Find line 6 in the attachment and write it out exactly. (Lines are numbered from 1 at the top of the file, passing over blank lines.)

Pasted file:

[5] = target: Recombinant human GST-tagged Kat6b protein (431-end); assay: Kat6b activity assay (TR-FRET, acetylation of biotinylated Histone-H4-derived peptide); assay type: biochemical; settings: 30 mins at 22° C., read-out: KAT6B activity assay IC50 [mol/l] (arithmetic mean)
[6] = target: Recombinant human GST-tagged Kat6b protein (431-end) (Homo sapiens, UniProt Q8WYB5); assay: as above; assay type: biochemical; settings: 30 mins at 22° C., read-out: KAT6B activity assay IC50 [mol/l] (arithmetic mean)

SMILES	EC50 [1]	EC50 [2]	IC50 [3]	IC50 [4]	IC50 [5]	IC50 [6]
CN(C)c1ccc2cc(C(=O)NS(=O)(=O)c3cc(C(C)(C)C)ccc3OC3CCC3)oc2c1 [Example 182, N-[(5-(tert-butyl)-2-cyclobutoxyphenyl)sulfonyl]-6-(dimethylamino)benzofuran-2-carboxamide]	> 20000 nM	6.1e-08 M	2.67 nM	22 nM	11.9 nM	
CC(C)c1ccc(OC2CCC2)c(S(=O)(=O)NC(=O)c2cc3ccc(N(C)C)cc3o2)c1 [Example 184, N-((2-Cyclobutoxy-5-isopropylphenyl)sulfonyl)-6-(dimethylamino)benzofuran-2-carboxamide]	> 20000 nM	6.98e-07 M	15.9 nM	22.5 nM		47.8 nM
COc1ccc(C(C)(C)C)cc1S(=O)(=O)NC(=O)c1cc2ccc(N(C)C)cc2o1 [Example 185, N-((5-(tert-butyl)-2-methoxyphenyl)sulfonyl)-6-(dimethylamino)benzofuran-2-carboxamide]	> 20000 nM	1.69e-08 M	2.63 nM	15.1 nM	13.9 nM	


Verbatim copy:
COc1ccc(C(C)(C)C)cc1S(=O)(=O)NC(=O)c1cc2ccc(N(C)C)cc2o1 [Example 185, N-((5-(tert-butyl)-2-methoxyphenyl)sulfonyl)-6-(dimethylamino)benzofuran-2-carboxamide]	> 20000 nM	1.69e-08 M	2.63 nM	15.1 nM	13.9 nM	